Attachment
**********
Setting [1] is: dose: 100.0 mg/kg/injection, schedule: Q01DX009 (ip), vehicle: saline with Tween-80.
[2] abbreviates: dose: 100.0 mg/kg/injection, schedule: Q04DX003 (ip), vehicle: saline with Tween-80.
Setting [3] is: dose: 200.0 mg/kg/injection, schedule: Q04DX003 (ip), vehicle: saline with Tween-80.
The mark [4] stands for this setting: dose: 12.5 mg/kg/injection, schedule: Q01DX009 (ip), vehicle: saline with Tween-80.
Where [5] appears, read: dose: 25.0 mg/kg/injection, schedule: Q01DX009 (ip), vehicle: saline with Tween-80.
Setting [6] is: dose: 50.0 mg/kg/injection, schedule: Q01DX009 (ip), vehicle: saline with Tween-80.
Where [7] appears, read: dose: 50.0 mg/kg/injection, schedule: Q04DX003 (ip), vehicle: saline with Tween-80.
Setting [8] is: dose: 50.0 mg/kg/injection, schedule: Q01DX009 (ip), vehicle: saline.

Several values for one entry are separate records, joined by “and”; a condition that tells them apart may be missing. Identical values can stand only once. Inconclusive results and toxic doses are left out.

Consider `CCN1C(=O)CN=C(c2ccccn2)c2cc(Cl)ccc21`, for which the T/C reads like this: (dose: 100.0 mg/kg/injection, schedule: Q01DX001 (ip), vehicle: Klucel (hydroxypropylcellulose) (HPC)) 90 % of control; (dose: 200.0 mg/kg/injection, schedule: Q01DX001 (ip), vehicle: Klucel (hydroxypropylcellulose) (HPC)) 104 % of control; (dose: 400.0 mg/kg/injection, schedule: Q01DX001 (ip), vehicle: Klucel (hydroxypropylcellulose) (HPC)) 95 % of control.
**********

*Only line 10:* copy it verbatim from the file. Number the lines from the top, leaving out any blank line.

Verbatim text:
Consider `CCN1C(=O)CN=C(c2ccccn2)c2cc(Cl)ccc21`, for which the T/C reads like this: (dose: 100.0 mg/kg/injection, schedule: Q01DX001 (ip), vehicle: Klucel (hydroxypropylcellulose) (HPC)) 90 % of control; (dose: 200.0 mg/kg/injection, schedule: Q01DX001 (ip), vehicle: Klucel (hydroxypropylcellulose) (HPC)) 104 % of control; (dose: 400.0 mg/kg/injection, schedule: Q01DX001 (ip), vehicle: Klucel (hydroxypropylcellulose) (HPC)) 95 % of control.